Always check with your coach before you do this. Some days, it’s okay to skip that workout. There may have been external stressors that warrant an extra day off. Don’t think that your coach will be disappointed in you or angry. It’s our job to mold your plans according to all that life throws at you. Sometimes it may require a reconsideration of your goals and sometimes not.



Trust us when we give you a particular set. Give us a chance to rearrange your plan to stay consistent with the progression we have designed. We know you’re competitive. We know you want to get those workouts in. But, we know when you’re not following the plan. Don’t try to hide it! 


Communicate and let us help you work through it.

3.  Bending to temptation… biting off more than your coach wants you to chew.


You gave us specific goals. We designed a plan to get you there. Then your friends urged you to hop on their century ride. “Coach won’t find out.”


We always find out about that stuff.  It’s a small world, even if your coach is half way across the country. When you tackle a workout outside your plan, you’re adding additional stress to your body. If we don’t know about it, we might not change that crazy hard set we had for you the next day, that’ll you’ll end up doing and then tearing up your knees or pulling a shoulder because you’re working under excessive fatigue that we hadn’t calculated in.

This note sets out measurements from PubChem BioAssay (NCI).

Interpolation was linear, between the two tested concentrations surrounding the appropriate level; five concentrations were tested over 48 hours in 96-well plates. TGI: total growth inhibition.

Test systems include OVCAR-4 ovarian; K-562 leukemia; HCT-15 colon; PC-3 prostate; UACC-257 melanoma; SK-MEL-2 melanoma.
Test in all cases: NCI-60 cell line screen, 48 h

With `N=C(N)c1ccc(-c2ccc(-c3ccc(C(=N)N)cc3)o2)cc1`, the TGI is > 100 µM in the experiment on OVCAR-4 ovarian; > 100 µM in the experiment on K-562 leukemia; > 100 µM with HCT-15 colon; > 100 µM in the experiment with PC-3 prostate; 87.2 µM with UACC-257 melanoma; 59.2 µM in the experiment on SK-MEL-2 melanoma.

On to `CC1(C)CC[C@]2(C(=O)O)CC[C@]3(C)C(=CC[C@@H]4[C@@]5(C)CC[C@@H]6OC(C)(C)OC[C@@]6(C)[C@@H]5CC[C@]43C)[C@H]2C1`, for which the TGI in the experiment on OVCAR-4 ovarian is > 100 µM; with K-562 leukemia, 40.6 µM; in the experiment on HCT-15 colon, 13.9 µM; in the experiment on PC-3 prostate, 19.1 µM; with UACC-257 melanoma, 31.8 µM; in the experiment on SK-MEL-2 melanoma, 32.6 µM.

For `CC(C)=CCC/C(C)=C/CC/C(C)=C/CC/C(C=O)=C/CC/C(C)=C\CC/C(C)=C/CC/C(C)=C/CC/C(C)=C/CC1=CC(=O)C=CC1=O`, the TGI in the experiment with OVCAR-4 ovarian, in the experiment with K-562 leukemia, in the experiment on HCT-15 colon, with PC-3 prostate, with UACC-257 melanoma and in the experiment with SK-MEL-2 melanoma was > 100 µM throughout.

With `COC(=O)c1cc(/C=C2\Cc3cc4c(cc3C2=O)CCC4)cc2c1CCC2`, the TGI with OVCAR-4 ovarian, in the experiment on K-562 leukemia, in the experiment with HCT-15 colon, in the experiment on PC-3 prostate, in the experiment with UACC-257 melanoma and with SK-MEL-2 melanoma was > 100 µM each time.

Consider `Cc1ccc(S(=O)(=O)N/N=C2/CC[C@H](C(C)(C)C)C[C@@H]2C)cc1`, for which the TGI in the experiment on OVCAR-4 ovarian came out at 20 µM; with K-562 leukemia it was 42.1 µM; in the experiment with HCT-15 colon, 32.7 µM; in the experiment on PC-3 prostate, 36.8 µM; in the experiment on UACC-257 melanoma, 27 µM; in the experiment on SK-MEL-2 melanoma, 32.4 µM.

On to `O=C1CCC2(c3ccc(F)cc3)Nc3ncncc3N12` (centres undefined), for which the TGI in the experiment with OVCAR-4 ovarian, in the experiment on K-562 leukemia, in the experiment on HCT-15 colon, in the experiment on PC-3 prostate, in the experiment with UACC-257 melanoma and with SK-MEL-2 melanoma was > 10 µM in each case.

In a word, this is ‘dangerous’.


If you are being coached, there’s a certain amount of trust and communication that must exist between you and your coach. If you think your coach isn’t doing a good job, have a heart to heart.  Maybe there are expectations not being met in one or both parties. This is important!


There are some athletes who feel they need to create their own plans. If that’s you, then spending money on a coach may not be in your best interest. However, if you need that accountability, guidance and encouragement, then communicating with your coach is paramount.


You might be surprised to find out that your coach thinks that century ride is a fantastic idea and your plan can be arranged to accommodate it. But the last thing we want is an injured athlete and this is a common occurrence in those who put more stress on their bodies than they should.

4.       Lastly, priorities.


There’s a lot of guilt that surrounds this topic. Guilt when you can’t get a workout done. Guilt when you have to take time away from your family to get a set in, once again. Guilt when you tell your coach why you couldn’t do a set.